Tens of millions of dollars in Florida tax dollar funding are ticketed for the Tallahassee area.
The biggest project dollars are going to area college campuses.
Construction is underway for an addition to FAMU's pharmacy school.
Thanks to $10-million in state funding, it will move forward.
"Florida A&M has a world class pharmacy program, one of the top in the nation and so they needed the additional funding," said State Representative Alan Williams.
The pharmacy school money is part of more than $83-million in construction and other other projects for mostly FSU and FAMU's campuses.
Roughly $2.9-million will go towards water and sewer and specialty projects like the Tallahassee Museum.
And about $100-million in university base funding for FSU, FAMU and TCC, up about 4 percent from last year, is also included in the budget.
While state employees didn't get a raise this year, they also won't face changes to their retirement system.
"It was a victory for state workers, it was a victory for teachers, quite frankly, it was a victory for all of north Florida," said State Senator Bill Montford.
Both Montford and Williams served on the full appropriations committee and were part of budget negotiations.
"You'd rather be at the table then on the menu and so we were definitely at the table," said Williams.
The budget now moves to Governor Rick Scott who does have the power to remove individual pieces or line items.
"My opinion, everything we got in North Florida's important, so my advice to him is just leave us alone," said Montford. "If you to cut something, look south," he said.
Overall, Tallahassee area lawmakers say the process went smoothly.
Unsolicited in this election year, Montford and Williams, both Democrats, praised the leadership of Senate President Don Gaetz and Speaker Will Weatherford, both Republicans.
Montford said the budget process was non-partisan and fair to everyone in Florida.
Higher education institutions in Florida's capital city can expect more state funding than in recent years.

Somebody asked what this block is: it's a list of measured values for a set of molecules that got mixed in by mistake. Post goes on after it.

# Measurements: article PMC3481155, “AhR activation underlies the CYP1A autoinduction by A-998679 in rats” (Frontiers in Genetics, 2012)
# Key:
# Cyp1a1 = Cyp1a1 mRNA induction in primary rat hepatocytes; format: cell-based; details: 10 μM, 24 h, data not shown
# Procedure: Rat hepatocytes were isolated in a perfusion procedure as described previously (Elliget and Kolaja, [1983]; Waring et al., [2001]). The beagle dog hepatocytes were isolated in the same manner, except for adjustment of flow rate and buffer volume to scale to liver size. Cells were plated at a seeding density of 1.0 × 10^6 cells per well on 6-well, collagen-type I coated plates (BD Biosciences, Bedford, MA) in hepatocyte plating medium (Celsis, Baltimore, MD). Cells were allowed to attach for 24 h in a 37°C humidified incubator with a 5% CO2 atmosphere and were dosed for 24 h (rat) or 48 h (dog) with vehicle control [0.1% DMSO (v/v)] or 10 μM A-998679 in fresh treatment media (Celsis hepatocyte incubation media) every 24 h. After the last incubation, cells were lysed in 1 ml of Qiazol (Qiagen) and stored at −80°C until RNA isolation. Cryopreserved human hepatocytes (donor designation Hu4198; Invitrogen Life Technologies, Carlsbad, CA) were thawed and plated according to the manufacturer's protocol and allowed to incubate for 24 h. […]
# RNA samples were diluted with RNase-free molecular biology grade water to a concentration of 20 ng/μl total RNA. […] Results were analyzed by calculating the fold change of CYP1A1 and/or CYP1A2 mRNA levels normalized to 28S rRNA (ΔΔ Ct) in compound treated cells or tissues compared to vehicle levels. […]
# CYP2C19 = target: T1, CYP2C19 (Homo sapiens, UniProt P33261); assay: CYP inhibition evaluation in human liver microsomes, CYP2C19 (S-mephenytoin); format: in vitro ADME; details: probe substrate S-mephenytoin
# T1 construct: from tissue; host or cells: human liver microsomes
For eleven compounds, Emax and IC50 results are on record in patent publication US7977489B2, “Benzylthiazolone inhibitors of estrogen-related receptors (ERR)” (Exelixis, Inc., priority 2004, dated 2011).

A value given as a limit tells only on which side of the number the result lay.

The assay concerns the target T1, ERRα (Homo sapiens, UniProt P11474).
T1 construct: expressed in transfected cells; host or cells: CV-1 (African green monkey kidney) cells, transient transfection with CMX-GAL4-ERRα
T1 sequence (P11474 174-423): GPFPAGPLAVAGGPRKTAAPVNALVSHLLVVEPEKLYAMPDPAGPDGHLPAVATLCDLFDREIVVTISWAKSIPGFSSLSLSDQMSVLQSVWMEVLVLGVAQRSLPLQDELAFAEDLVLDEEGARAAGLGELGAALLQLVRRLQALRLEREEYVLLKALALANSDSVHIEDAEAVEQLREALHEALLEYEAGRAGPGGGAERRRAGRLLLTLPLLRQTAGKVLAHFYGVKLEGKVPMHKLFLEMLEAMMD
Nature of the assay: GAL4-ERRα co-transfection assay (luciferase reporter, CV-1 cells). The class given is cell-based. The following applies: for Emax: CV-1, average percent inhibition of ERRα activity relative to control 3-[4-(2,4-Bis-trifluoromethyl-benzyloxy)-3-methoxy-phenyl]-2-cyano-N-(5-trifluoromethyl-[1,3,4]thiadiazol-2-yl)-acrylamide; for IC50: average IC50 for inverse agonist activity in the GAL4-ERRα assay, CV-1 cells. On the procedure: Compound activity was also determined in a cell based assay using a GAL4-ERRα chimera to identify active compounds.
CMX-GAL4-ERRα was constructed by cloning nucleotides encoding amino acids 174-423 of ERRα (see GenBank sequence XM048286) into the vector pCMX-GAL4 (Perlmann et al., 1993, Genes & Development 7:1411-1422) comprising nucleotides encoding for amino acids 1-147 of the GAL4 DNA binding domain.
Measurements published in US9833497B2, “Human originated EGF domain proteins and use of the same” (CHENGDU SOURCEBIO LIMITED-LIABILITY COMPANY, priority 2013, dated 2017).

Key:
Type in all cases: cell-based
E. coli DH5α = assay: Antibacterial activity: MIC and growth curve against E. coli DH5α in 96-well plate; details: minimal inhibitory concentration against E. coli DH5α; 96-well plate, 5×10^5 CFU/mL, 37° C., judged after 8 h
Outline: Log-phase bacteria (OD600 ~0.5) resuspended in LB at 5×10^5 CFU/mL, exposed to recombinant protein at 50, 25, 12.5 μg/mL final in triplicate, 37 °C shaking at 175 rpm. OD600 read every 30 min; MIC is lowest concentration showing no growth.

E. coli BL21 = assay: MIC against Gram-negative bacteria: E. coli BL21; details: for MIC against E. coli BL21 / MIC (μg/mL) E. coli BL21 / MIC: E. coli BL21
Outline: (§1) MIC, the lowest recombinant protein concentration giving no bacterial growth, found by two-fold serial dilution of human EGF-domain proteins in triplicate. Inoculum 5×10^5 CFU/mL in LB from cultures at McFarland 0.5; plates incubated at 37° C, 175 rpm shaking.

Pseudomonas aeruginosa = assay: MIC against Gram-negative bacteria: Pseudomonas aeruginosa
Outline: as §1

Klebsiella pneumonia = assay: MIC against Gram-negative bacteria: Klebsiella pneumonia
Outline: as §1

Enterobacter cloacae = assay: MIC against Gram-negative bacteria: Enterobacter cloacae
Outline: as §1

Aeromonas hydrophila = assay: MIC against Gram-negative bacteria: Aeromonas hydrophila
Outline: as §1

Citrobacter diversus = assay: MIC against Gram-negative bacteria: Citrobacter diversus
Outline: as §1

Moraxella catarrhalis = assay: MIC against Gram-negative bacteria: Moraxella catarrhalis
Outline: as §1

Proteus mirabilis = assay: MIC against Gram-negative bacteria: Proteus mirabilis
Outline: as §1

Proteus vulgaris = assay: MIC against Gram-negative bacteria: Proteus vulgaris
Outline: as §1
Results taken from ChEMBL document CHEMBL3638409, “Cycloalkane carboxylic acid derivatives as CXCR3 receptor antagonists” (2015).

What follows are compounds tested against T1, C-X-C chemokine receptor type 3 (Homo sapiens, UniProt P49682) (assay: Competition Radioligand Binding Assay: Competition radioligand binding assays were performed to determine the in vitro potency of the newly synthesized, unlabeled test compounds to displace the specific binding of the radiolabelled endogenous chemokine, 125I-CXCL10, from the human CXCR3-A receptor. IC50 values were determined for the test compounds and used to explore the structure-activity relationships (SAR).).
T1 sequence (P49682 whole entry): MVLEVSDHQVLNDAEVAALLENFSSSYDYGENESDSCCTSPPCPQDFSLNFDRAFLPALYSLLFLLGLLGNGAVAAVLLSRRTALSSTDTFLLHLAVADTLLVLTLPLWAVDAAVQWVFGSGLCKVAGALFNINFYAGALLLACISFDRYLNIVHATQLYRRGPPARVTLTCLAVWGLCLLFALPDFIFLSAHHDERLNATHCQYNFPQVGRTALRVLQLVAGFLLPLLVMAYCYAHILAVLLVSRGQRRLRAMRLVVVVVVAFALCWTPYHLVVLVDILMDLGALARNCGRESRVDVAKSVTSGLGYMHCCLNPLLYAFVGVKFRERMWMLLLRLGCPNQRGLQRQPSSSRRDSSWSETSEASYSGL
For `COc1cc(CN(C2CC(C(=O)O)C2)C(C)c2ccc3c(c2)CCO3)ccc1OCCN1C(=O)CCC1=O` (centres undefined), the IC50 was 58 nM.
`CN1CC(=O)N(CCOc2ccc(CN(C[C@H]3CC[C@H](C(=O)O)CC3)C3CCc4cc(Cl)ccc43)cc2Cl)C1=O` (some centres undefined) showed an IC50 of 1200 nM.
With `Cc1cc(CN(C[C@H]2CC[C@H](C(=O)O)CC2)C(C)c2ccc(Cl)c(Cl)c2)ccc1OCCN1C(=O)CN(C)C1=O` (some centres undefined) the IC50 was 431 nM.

After some lean times, F-S-U, FAMU and T-C-C are getting a bigger slice of the pie.
Each one of those institutions is getting a roughly 4 percent boost in base funding compared to last year.
There are also several projects getting funding.
Construction is underway to add space to FAMU's pharmacy school.
Thanks to $10-million in new state funding, there will be new labs and potentially more federally funded research.
"Our pharmacy school does so much research," said FAMU's Tola Thompson. "There's about $25-million a year in research," he said.
Additionally FAMU pharmacy professors are getting $700,000 in state funding for raises to keep their salaries competitive.
Some other big ticket items include $2.5 million for science and technology or STEM enhancement, $1-million for distance learning to promote internet classes and $10-million for another building for the engineering school.
"I've seen a difference in the approach to higher education and I'm pleased with it," said State Represenative Michelle Rehwinkel Vasilinda. "I don't think we're where we should be, but we're getting there," she said.
FSU big ticket items include $20-million for a new earth sciences building, $20-million for pre-eminence funding to help the university reach top 25 public school status and $2.5-million for STEM enhancement.
Overall, base funding for FSU is up nearly $10-million from last year to $251-million, up $3.5-million at FAMU to about $85-million and up close to $1-million at TCC to roughly $24.5-million.
"The ball is beginning to bounce back in our direction now," said Thompson. "We're pleased with it, we're very thankful to the legislature," he said.
Governor Rick Scott will have the final say in this process.
He can use a line item veto to take some items out of the budget if he chooses.